The XPG Core Reactor II VE 850W ATX 3.1 PSU is manufactured by Channel-Well Technologies (CWT), a renowned OEM known for its capability in producing mid to high power output PC power supplies. CWT’s reputation as a respected OEM is firmly established, with their platforms being integral to some of the most popular power supply units on the market. We can also see that the same exact platform was used for the Core Reactor II 850W ATX 3.0 PSU, verifying that the difference between the ATX 3.0 and ATX 3.1 standards are very subtle, primarily reduced to the length of the PCI-Express 5.0 connector sense pins and their configuration. If anything, the quality went down a bit compared to the ATX 3.0 version of the series, as we can see that higher quality passive components were being used.

The Core Reactor II VE 850W PSU employs well-established topologies, ensuring reliable performance without unexpected deviations. The input stage of the power supply features a more robust transient filter than the ATX design guide baseline, equipped with four Y capacitors, two X capacitors, but just one filtering inductor, followed by two bridge rectifiers on their dedicated heatsink. A copper sheet shields the filtering stage from the rest of the unit. The Active Power Factor Correction (APFC) circuit active components lie on the primary heatsink along the edge of the PCB. The active APFC components are two 33N60M2 MOSFETs and a diode, along with a filtering inductor and a massive 400V/680μF capacitor from Elite.

In the primary inversion stage, the Core Reactor II VE 850W PSU utilizes a half-bridge LLC topology with main switchers (25N60EFL) mounted on a dedicated heatsink, a typical setup in contemporary power supplies for its cost-effectiveness and reliability. The secondary stage conversion features eight OnSemi NTMFS5C430N transistors on a vertical daughterboard, delivering a single 12V output. The 3.3V and 5V rails are managed by DC-to-DC conversion circuits on another daughterboard.

On the secondary side, the PSU incorporates a mix of both electrolytic and solid-state capacitors from Elite and CapXon, both of which are known but are not considered to be amongst the most premium capacitor manufacturers. The ATX 3.0 version of the series featured capacitors from Japanese manufacturers instead.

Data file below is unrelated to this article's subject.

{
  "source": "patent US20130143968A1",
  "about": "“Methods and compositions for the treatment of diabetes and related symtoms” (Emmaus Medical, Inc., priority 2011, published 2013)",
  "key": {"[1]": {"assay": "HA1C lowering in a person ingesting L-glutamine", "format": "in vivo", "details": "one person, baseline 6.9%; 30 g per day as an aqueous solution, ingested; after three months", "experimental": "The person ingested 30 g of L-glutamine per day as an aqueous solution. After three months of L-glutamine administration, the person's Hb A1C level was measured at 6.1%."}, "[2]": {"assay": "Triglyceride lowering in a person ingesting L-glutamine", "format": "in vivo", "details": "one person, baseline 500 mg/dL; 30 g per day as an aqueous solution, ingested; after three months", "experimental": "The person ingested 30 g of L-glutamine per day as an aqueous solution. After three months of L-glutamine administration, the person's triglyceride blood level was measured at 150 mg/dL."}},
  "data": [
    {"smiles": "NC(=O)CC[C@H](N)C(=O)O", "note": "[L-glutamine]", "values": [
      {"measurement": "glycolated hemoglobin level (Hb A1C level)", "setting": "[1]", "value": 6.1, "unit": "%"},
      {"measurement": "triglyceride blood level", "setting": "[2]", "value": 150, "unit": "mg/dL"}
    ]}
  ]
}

ATX 3.1: New 12V-2×6 Connector & PCIe Slot Power Excursions


View All Comments

  • meacupla - Friday, May 3, 2024 - link

    Fire extinguisher for $40~50 is going to be like 1/100th the cost of a 5090, so it's a good investment. Reply
  • PeachNCream - Friday, May 3, 2024 - link

    Funny, I don't recall my phone or laptop needing a power connector dedicated to the graphics capability. They both still seem perfectly capable of running Candy Crush, oddly enough. Reply
  • charlesg - Friday, May 3, 2024 - link

    Based on your prior comments, it appears you are quite computer literate. Or know how to use ChatGPT well.

    Therefore I'm surprised you don't know we're talking about a PSU that is used on "above average" capability computers, and not a phone or laptop?

    And not necessarily even computers that are used to play Candy Crush!
  • GeoffreyA - Saturday, May 4, 2024 - link

    I think he makes a good point: isn't it rather ridiculous that high-end GPUs use so much power that they need a connector of their own? The phone, in contrast, can do a fair bit of graphics with merely a battery.

    It's the idea that budget hardware can, at a fraction of the power or cost, do 60, 70, 80% of what expensive, high-end hardware can. It's not too far from thinking in a Core-Zen fashion instead of Netburst.
  • TheinsanegamerN - Monday, May 6, 2024 - link

    No? Nothing is stopping you from gaming on a GT 1030. Why should GPUs stop scaling at an arbitrary point?

    you know what's ridiculous? Comparing a multi teraflop processing unit to a cell phone then pontificating about power use.
  • GeoffreyA - Monday, May 6, 2024 - link

    Fair enough. Let GPUs use the power needed to achieve their performance levels. It's better we have these than not. On the other side, many people will go on playing quite happily on phones and portable devices. I know a 'teen who games all the time on the Switch, running it on the TV too like a console. Sure, the framerates and graphics weren't the best, but not that bad either.

    A somewhat unrelated question: how much has graphics in games improved, despite the advances in hardware?
  • GeoffreyA - Monday, May 6, 2024 - link

    I admit my phrasing the other day wasn't the best, and thank you for pointing it out. I still stand by the notion that hardware outside the high end can do much. Reply
  • Threska - Monday, May 6, 2024 - link

    Tune into the gamedev channels on YT and you'll see it has improved quite a bit. Lots of math and that's what GPUs do best. Reply
  • GeoffreyA - Tuesday, May 7, 2024 - link

    Thanks. It just seems to my eyes that the gains haven't been commensurate with the hardware. Crysis 3 had a big part of today's graphics a decade ago. Reply
  • TheinsanegamerN - Monday, May 6, 2024 - link

    Cool. Run Helldivers 2 on your phone and let me know how it goes. Reply